Despite ESA’s GOCE mission ending over seven years ago, scientists continue to use this remarkable satellite’s gravity data to delve deep and unearth secrets about our planet. Recent research shows how scientists have combined GOCE data with measurements taken at the surface to generate a new model of Earth’s crust and upper mantle. This is the first time such a model has been created this way – and it is shedding new light on processes of plate tectonics, which, in turn, are related to phenomena such as earthquakes and volcanic eruptions.
The lithosphere, which includes the planet’s hard crust and the partially molten top part of the upper mantle, is fundamental to plate tectonics.
Plate tectonics describes how the crust is divided into a mosaic of plates that slide laterally over the malleable top of the upper mantle and in doing so give rise to new seafloor along mid-ocean ridges, mountains, volcanoes and earthquakes. A better understanding of these processes relies on knowledge of differences in the lithosphere’s temperature and chemical composition.
Geophysicists traditionally measure the speed at which seismic waves propagate when an earthquake occurs to determine the distribution of subsurface physical properties. The speed of seismic waves is governed mostly by the temperature of subsurface rocks and to a lesser extent by density.
Here, gravity data from space can add to picture because the strength of the gravity signal is related to density. In addition, data from satellites is uniform in coverage and in accuracy, and satellites cover areas where ground measurements are scarce.
For over four years, GOCE mapped Earth’s gravity with extreme detail and accuracy. This has led to some remarkable discoveries, from deep below the surface of our planet to high up in the atmosphere and beyond.
New research published in Geophysical Journal International describes how scientists generated a new model of the lithosphere using the joint power of GOCE gravity data and seismological observations combined with petrological data, which comes from the study of rocks brought to the surface and from laboratories where the extreme pressures and temperatures of Earth’s interior are replicated.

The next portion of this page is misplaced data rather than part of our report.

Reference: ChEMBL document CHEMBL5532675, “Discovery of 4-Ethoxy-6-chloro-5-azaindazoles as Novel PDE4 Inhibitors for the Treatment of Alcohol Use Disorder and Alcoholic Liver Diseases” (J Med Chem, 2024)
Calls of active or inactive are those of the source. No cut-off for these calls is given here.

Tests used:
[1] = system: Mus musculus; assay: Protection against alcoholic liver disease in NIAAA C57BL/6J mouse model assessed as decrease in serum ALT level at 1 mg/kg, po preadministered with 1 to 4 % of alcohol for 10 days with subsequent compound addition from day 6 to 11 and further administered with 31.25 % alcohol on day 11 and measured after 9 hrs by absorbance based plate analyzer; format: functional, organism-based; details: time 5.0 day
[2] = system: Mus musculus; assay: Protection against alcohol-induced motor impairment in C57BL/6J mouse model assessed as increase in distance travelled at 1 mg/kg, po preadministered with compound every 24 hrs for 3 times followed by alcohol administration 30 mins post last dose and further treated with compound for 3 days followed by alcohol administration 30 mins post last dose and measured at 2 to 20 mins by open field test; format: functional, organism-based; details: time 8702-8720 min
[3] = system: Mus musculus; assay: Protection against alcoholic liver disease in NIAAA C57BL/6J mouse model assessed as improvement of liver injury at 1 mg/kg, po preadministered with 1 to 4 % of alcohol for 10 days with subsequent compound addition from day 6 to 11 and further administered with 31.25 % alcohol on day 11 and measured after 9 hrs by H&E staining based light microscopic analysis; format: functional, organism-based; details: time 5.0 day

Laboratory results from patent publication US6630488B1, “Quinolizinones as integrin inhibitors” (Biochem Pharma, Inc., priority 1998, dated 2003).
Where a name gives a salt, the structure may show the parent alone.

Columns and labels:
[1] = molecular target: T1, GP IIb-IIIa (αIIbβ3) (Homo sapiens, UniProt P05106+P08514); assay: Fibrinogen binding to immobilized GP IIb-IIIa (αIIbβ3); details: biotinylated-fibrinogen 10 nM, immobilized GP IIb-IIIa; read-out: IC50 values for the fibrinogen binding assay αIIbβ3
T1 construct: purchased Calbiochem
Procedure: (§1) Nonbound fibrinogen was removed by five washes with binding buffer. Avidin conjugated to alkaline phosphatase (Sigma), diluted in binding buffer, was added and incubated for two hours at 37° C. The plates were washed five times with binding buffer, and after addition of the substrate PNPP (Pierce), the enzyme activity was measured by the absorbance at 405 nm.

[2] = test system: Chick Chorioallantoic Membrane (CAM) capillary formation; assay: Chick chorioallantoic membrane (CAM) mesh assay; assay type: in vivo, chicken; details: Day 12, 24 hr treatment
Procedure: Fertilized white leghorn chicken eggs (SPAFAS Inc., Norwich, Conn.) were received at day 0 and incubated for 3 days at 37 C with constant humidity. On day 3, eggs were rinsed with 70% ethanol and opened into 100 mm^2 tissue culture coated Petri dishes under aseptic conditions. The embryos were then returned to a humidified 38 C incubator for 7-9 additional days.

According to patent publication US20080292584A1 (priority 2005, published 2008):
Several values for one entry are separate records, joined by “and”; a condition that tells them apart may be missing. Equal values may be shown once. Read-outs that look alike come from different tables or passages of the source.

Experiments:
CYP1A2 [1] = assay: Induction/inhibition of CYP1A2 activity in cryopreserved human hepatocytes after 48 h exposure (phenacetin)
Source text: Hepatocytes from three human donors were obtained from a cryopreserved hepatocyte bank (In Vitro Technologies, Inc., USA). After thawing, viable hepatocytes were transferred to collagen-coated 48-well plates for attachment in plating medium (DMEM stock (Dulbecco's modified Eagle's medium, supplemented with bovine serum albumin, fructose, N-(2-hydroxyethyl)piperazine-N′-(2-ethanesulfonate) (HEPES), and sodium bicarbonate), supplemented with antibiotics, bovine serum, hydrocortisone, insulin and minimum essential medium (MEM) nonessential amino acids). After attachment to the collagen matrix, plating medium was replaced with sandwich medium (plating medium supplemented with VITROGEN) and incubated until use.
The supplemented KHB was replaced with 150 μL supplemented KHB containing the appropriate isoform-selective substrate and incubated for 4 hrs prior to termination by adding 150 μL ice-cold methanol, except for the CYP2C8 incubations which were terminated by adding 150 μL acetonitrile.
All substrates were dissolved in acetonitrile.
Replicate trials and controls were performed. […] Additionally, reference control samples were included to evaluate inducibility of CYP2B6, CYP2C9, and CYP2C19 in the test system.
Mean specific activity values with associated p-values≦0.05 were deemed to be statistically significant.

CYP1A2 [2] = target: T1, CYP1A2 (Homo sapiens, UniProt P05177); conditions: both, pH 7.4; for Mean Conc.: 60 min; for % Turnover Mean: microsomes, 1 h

Javier Fullea, from Complutense University of Madrid and the Dublin Institute for Advanced Studies, and also co-author of the paper, said, “Earlier global models of the crust or lithosphere suffered from limited resolution or were based on a single method or dataset.
“Only recently available models were able to combine multiple geophysical data, but they were often only on regional scales or they were limited by how the different data are integrated.
“For the first time, we’ve been able to create a new model that combines global-scale multiple terrestrial and GOCE satellite datasets in a joint inversion that describes the actual temperature and composition of mantle rocks.”
Jesse Reusen, from Delft University of Technology, added, “This novel model provides an image of the present-day composition and thermal structure of the upper mantle that can be used to estimate the viscosity. In fact, it has already been used to estimate the remaining post-glacial uplift – or the rise of the land after the removal of weight of the ice – following the melting of the Laurentide ice sheet in Canada, improving our understanding of interactions between the cryosphere and the solid Earth. This research was published last year in the Journal of Geophysical Research.”
The new model produced in ESA’s 3D Earth study shows for the first time how dissimilar the sub-lithospheric mantle is beneath different oceans, and provides insight as to how the morphology and spreading rates of mid-oceanic ridges may be connected with the deep chemical and thermal structure.
ESA’s Roger Haagmans, commented, “Our GOCE mission never ceases to impress. The data it delivered during its four-year life in orbit continue to be used to understand the complexities of our planet. Here we see it shining new light on the structure of Earth deep below our feet. Even though processes are occurring deep down, they have an effect on Earth’s surface – from the generation of renewed seafloor to earthquakes, so in turn, affect us all.
“Moreover, this is a remarkable result from the 3D Earth project and another significant step towards the realisation of one of the main goals of our Science for Society programme: develop the most advanced reconstruction of our solid Earth from the core to the surface, and its dynamic processes.”
The algorithms and results of these studies will be topic of the 3D Earth Spring School: a virtual event being held on 29 March to 1 April.